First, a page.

Videos posted on YouTube are raising concerns with parents and school officials. They show a group of middle school girls watching, and even encouraging, a fight between two people.
Several of these videos have been posted on the Internet. KCBD has been investigating and got the story behind them.
Laura Lavato is the parent of a 7th grader at Smylie Wilson Middle School. She says these fights are initiated by students attempting to be a part of the in-crowd. Lavato says it's friends fighting friends.
"Either you're going to fight or you're going to get jumped. To me that's how I see it," Lavato said.
Some videos show fights happening in school restrooms. Others show the same group of girls fighting in a Lubbock park.
Lavato says one video was taken in the Smylie Wilson bathroom. You can see the girls don't appear to be mad at each other, and it sounds like they don't want to get caught. Then a fight breaks out between two girls.
"The girls are screaming, hit her, get her, pop her…" Lavato said.
At one point, you can hear a girl being slammed into the mirror.
Lavato says her 12-year-old daughter fell in with the group shown in the video. She says her daughter was pressured to fight her best friend last week, and she says these fights have happened before, on and off campus.
"When I look at the Facebook, all the kids are talking about it," Lavato said.
The same YouTube user who posted video in the bathroom posted another one in a park. You can see the same girls walking from South Plains Mall. Once again, a fight breaks out, like it was planned.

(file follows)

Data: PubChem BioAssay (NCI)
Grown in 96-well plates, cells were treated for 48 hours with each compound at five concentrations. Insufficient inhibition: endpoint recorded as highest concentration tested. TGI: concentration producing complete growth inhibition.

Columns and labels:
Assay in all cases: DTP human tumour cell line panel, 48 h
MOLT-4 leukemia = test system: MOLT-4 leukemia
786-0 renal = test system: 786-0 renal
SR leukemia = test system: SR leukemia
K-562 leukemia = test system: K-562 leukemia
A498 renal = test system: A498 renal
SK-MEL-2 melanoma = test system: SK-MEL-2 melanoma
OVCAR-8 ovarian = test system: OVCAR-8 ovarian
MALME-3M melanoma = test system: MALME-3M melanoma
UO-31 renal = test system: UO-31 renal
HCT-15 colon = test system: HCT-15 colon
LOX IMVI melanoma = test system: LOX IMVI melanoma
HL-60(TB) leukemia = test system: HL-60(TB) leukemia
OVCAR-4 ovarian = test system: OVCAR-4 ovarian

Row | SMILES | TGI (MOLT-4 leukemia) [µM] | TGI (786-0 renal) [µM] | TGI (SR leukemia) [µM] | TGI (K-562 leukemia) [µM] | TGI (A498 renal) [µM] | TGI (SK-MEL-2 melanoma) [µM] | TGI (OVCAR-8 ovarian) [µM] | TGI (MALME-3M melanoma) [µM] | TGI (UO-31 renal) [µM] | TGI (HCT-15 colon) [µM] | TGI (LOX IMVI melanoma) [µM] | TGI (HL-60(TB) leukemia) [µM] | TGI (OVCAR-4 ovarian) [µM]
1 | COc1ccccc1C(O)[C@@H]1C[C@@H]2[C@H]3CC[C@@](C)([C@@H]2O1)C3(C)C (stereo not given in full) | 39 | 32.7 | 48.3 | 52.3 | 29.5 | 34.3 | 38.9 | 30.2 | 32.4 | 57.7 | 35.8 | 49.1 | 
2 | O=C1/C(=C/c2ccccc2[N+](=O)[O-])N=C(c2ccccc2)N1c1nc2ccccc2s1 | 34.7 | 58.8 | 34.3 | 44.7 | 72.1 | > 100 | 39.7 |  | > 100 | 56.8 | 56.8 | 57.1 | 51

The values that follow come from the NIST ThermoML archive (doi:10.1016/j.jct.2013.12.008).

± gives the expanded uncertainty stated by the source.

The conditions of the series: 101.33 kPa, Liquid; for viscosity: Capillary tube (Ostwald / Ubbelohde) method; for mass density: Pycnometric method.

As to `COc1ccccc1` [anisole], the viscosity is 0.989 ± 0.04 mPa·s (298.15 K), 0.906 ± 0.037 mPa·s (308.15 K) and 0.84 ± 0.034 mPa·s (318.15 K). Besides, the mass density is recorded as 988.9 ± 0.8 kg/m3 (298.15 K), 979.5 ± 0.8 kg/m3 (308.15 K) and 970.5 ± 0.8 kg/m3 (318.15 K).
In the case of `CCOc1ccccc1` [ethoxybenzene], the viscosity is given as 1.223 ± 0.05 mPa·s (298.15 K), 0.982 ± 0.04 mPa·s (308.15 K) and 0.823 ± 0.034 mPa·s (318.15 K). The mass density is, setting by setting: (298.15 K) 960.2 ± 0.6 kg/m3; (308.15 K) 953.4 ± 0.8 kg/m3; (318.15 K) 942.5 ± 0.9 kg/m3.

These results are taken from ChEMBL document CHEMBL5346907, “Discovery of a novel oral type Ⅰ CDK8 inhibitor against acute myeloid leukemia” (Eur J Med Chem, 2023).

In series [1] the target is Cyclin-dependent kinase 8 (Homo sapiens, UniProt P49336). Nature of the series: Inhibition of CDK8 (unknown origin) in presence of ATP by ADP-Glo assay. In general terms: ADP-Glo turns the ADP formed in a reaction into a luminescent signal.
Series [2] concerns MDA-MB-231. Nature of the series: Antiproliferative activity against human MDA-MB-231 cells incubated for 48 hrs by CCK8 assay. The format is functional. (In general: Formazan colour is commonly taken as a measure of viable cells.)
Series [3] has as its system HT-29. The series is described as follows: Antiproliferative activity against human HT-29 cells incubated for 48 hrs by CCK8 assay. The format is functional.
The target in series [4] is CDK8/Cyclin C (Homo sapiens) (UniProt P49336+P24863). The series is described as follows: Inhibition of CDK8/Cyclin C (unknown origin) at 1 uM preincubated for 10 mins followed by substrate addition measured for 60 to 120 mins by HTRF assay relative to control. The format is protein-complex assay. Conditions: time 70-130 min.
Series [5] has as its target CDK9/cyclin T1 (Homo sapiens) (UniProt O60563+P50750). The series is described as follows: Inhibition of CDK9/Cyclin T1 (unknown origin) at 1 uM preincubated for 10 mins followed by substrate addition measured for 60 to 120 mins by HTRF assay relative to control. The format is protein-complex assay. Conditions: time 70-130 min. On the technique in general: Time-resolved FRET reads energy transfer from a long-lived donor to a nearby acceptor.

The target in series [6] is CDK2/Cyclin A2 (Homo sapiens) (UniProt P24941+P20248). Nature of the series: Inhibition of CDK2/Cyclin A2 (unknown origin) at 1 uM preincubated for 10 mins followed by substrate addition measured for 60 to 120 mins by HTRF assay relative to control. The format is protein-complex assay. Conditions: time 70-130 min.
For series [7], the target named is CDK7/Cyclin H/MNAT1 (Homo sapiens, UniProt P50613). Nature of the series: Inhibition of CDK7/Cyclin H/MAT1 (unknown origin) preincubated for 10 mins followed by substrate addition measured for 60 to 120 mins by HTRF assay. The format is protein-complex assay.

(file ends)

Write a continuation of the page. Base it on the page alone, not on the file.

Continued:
"They think it's cool," Lavato said.
Lubbock ISD superintendent Dr. Karen Garza says there have been two fights at Smylie Wilson Middle School since the school year began. She says no one was hurt, but they have now stationed teachers in the bathrooms to control the situation.
"We take fighting very seriously and every student has been appropriately disciplined. We will continue to do that. I don't believe there will be any circumstances in the girls restrooms," said Dr. Garza.
Dr. Linda Brice, the co-founder of Teen Straight Talk, a bully prevention program, says this kind of fighting is a type of bullying. She says, unfortunately, it's happening everywhere.
"This is not the only community. They've shown it on national TV in California and in other states," Brice said.
Brice says the groups are trending younger and younger.
"This is in the middle school. This is not even high school, and it's now starting down in the elementary school, too," Brice said.
She says the schools can do only so much to prevent this behavior. The real solution is for parents to talk to their children.
"Find out what's going on. Every day when they get home from school, how was your day? Who are your friends?," Brice said.
Once you get on their level, Brice says, that communication alone will build their self esteem - and that is the real key to protecting kids from peer pressure.
"It's so important for parents to be there and praise their kids. You look great, you're doing great, I am so proud of you," Brice said.
Lavato says even though her daughter chose to participate in the fight, it has taken an emotional toll on her, and she is no longer friends with those girls.
Lavato wants these fights to end for everyone's sake.
Copyright 2012 KCBD NewsChannel 11